Saturday, April 01, 2017

Classic Magic #4

The shovel went into the ground and the man lifted a small pile of dirt. Stars and the moon lit up the night sky and illuminated the cemetery. A nearby gravestone read Sacred to the memory of Theodosia Wolf, Born January 14, 1857, Died August 13, 1880. The epitaph read: She appreciated every moment because she knew she might never experience it again. Her husband, Cornelius, had been without her for just over a week. He wanted her back and he had the power to do it.

Cornelius brought Theodosia to their farmhouse. He had bought it only a few days before she died thinking the fresh air and country life would extend her life. She never got to step foot on it or even see it. Cornelius placed her on the bed and lit the candles in the room.

Cornelius began waving his hand and concentrating on Theodosia being alive. The spell was controversial. It had been centuries since it was last used. The dangers were passed down from generation to generation because it always came up when someone beloved passed away. What actually happened to the bodies was unknown because it had been so long since someone last used this spell. At least openly.

For nearly two minutes, Cornelius cast the spell. The color began to come back to Theodosia and then her eyes opened and she gasped loudly as air went back into her lungs.

"My love," Cornelius exclaimed. "It worked. You're back."

Theodosia was still breathing heavily. She was shaking with fright and her eyes filled with tears. She blinked and they rolled down her cheek. "Where was I?"

"You died, sweetheart," Cornelius tried to calm her down. "Your illness took you from me."

"So you brought me back?" she asked. "You can bring back the dead?"

"We are not supposed to, but yes. I couldn't bear to live without you," Cornelius hugged Theodosia.

"I was at peace terror before I awoke."

"I'm sorry. I didn't mean you any harm. Forgive me," Cornelius kissed his wife. Her lips with cold and clay-like. "I have brought you back. What would you like to do first with this new life I have given you?"

"I wish to sleep," Theodosia said, quietly.

"But you just woke up. You've been asleep for seven days," Cornelius was confused and scared.

"Let me sleep, dear," she said softly.

Cornelius paused for a bit then nodded. "Whatever you wish, my love. I will check on you in a couple of hours. All right?"

"Yes, that will be fine, Cornelius. I will see you in a couple of hours." Theodosia laid back down in the bed and rolled over away from Cornelius. He stood up and began walking away from the bed.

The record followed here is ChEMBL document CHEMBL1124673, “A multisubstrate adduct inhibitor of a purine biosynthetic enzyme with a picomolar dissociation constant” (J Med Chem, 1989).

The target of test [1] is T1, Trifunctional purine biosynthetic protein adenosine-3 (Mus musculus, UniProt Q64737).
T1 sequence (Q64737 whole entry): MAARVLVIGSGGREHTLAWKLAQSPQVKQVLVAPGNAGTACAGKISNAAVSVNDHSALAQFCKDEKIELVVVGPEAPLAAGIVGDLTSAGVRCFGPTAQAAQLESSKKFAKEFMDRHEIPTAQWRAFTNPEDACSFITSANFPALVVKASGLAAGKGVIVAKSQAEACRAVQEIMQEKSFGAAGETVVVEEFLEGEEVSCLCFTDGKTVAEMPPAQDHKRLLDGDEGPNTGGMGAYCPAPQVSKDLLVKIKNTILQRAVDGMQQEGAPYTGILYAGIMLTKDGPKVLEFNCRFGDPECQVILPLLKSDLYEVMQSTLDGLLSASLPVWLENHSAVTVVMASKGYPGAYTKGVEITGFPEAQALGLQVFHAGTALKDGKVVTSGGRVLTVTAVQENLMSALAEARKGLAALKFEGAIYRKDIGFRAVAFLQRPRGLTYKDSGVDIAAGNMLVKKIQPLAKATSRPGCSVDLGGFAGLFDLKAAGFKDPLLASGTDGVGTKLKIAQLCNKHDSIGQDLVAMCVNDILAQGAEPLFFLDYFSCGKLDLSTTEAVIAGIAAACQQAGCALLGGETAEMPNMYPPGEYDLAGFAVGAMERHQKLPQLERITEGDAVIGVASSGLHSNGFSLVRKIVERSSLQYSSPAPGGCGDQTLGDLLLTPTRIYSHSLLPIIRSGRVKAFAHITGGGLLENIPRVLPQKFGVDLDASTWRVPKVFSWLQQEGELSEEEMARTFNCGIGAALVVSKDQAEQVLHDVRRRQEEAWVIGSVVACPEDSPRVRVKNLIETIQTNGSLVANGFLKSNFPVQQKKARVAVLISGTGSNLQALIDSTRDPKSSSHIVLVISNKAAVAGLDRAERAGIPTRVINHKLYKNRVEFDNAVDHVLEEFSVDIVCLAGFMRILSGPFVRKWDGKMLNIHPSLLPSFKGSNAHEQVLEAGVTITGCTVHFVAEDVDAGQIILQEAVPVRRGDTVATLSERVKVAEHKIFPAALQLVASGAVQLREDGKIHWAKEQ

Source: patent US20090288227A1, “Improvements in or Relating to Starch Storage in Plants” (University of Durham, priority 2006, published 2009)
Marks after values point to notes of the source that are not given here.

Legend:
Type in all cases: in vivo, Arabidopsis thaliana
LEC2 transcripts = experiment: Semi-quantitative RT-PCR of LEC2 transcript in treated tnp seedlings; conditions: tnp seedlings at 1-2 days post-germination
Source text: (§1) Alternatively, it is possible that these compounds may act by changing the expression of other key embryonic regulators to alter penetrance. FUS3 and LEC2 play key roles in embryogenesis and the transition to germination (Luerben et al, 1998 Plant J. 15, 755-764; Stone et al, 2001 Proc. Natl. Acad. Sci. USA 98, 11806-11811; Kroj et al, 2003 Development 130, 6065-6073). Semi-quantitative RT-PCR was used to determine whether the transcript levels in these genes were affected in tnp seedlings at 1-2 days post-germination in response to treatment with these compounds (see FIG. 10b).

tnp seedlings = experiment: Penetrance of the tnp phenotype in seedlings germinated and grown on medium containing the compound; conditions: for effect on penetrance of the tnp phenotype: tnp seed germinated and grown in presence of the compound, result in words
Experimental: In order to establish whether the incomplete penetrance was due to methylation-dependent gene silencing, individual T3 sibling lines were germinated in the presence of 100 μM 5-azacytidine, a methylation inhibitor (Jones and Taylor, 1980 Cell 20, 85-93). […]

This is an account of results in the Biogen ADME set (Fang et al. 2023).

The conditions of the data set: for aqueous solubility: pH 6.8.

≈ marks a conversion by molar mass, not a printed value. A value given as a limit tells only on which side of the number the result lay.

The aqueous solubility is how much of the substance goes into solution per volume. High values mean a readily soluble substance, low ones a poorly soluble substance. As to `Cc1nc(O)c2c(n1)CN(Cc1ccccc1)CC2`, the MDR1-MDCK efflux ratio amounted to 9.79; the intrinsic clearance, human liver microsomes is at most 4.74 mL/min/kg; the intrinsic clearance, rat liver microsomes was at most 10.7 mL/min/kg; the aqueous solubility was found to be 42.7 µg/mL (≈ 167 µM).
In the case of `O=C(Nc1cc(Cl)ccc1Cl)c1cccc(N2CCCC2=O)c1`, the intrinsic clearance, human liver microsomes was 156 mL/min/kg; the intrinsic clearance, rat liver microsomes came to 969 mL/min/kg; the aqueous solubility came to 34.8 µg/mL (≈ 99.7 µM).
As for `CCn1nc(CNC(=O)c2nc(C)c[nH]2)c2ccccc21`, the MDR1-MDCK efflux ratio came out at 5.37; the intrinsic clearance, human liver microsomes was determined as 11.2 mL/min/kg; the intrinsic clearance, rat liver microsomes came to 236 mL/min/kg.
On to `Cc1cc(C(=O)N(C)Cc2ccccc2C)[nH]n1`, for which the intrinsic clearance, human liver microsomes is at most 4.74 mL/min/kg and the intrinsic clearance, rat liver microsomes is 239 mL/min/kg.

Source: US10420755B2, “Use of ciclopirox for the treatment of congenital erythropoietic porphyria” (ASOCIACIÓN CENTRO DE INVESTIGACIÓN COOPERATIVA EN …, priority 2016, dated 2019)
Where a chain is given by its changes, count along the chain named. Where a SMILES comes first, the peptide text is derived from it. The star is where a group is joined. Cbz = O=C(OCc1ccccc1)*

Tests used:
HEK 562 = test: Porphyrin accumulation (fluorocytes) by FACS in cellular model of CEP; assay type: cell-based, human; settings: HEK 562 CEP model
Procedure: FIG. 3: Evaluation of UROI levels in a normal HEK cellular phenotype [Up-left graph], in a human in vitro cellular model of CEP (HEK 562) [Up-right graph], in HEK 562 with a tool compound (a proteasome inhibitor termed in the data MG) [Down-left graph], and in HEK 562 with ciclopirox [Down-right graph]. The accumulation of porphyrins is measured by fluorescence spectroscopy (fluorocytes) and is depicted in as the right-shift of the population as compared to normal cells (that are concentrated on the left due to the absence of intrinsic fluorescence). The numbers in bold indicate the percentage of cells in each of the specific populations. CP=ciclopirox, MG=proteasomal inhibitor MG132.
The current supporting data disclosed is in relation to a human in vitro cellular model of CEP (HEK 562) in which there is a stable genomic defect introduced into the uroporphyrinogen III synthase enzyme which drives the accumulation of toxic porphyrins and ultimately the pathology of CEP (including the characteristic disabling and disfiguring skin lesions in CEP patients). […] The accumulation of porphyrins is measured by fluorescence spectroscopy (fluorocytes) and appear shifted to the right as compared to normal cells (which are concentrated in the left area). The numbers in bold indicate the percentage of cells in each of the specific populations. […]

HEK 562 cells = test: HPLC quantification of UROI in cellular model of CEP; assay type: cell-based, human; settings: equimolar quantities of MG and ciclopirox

He stopped at the door and looked back at Theodosia. "I love you, Theodosia," he said. She didn't respond. He didn't know if she was asleep, didn't hear him, or was ignoring him. Cornelius went to his reading stand, lit the candle attached to it, and began reading. He read for the two hours that Theodosia was asleep then got up to wake her up.

When he stepped into the room, she was standing at the window looking out into the darkness. He didn't think she heard him walk in but she suddenly began talking. "I loved being outside with nature. I don't feel that way anymore. I don't think that I ever want to leave this room," her voice was nearly monotone. "Just cover these windows and stay here. In the darkness."

"You don't mean that. You've just been through something terrible. You'll come out of this," Cornelius said, almost begging. "Please, Theodosia, sit down with me on the bed."

She did and they held each other's hands. Hers were slightly cold and they didn't feel quite right. He couldn't quite place it. "I want to go back," she said.

"Go back? Go back home? Or go back...?"

Something was missing from Theodosia. From what he remembered, people brought back to life were half of what they used to be. They had no personality. No souls, according to one recording. They had the gift of life back but only wanted death again. She would never be the same, no matter how hard he tried to convince himself. Cornelius decided that he must lose his love for a second time.

"I will run to the pharmacy," he told her. "I will get you something that will put you back to sleep. I am sorry that I did this. I hope you can forgive me."

"You did what you thought was best. Please, go. I'll just wait here for your return."

Cornelius went as quickly as he could on his horse into town and to the residence of the local pharmacist. He pounded on the door and the pharmacist answered quickly and angrily. "Please, my wife needs some morphine or opium. She is in deathly pain."

"This can't wait until morning?" the pharmacist grumbled.

"Please, I have my horse. I'll pay you whatever you want. Just help my wife."

"Fine, fine. Let me at least get my boots on."

Cornelius went back home and rushed into the bedroom. "Here, I bought you some..." he stopped in his tracks and saw Theodosia hanging from the rafters in the bedroom. Her face, once again, at peace. He carefully helped her down and went to lay her on the bed. He noticed a piece of paper on the pillow. He laid her down and picked up the paper.

It was a note: Cornelius, I didn't want you to have to watch me die again. I love you. Theodosia.